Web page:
Interestingly, this old expression originates from the New Testament.When a man wished to follow Jesus and become a disciple, he asked if he could first bury his father, who had just died. But, Jesus replied,
Let the dead bury their own dead, but you go and proclaim the kingdom of God [Luke 9: 59-60]
This response's meaning is that the man must not put earthly duties before spiritual ones. After the children are attacked by the reprobate Bob Ewell and Jem left arm is seriously injured, Atticus discusses the matter with Sheriff Tate, alluding to Jem's having to go to court and testify to what has occurred.
"Mr. Finch, do you think Jem killed Bob Ewell? Do you think that?"
In the ensuing argument between the two men, Heck Tate explains that Bob Ewell fell upon his own knife because he disbelieves what Atticus proposes, that Jem stabbed Ewell; furthermore, he sees no need to involve Jem in this matter of the death of the despicable Ewell. The honorable Atticus does not want Jem to lose respect for his father if he covers the truth for his son. But, Tate insists on giving his report of the incident. He tells Atticus that this is his town, and he knows everything that goes on.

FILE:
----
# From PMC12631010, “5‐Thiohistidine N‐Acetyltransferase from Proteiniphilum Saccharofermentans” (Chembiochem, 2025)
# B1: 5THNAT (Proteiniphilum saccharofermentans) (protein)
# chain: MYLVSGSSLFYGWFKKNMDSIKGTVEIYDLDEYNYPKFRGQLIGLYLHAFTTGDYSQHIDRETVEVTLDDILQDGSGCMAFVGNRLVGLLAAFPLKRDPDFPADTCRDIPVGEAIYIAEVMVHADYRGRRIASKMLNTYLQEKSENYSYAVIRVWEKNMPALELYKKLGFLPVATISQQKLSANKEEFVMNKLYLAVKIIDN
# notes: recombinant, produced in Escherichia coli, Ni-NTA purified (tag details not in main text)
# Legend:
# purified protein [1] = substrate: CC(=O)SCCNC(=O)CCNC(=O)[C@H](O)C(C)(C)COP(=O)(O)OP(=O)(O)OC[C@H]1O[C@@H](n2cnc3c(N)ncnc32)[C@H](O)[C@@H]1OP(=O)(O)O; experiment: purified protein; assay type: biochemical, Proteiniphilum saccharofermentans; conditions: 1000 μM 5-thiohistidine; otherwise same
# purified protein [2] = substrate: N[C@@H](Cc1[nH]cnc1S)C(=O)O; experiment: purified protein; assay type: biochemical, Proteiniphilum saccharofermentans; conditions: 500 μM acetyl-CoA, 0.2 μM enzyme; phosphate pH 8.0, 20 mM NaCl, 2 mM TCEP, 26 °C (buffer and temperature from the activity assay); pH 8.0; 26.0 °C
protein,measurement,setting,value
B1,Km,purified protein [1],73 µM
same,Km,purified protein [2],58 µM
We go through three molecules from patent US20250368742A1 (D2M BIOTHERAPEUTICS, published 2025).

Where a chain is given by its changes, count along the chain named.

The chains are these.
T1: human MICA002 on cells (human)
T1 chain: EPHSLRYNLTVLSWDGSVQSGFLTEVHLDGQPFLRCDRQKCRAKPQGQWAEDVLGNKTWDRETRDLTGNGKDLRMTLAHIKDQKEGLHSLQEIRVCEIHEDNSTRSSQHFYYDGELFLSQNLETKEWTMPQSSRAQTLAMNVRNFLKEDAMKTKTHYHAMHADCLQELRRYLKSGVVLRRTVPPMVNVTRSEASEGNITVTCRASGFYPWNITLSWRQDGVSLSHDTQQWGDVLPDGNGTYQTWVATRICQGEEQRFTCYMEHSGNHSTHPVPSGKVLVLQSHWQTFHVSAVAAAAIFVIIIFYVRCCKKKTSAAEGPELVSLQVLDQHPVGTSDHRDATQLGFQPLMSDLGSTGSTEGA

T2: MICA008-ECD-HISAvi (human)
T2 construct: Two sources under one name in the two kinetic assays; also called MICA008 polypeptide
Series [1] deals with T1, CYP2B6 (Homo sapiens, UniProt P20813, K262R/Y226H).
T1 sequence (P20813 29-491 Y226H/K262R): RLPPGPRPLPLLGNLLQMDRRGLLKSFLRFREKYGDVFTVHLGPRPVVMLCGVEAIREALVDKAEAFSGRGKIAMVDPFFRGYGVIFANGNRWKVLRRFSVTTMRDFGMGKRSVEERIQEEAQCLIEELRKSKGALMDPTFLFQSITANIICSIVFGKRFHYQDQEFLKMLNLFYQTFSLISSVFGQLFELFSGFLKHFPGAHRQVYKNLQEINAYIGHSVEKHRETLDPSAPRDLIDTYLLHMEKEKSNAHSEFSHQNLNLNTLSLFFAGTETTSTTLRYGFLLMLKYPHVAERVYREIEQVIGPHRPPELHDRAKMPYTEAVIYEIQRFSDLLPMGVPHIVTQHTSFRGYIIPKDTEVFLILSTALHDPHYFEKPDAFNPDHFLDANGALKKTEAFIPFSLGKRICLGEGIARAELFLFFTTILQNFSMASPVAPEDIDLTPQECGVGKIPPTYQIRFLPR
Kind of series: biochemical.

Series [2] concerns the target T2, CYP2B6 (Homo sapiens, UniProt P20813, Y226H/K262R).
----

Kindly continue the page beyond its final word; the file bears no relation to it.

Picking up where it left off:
"There's a black boy dead for no reason, and the man responsible for it's dead. Let the dead bury the dead this time, Mr. Finch. Let the dead bury the dead."
In other words, let Tom Robinson "bury" Bob Ewell as an act of poetic justice, and the incident will be taken care of; in this way, Boo Radley with his "shy ways" will not be exposed to the gossip and cruelties of the public. The town can "move on" from the repercussions of the trial as all the injustice connected to it will finally end. The dead will take care of the dead, and the living will go on living in their own ways. Otherwise, it would be like killing a mockingbird to bring Boo to court.
Atticus finally understands the wisdom of Sheriff Tate and agrees with him.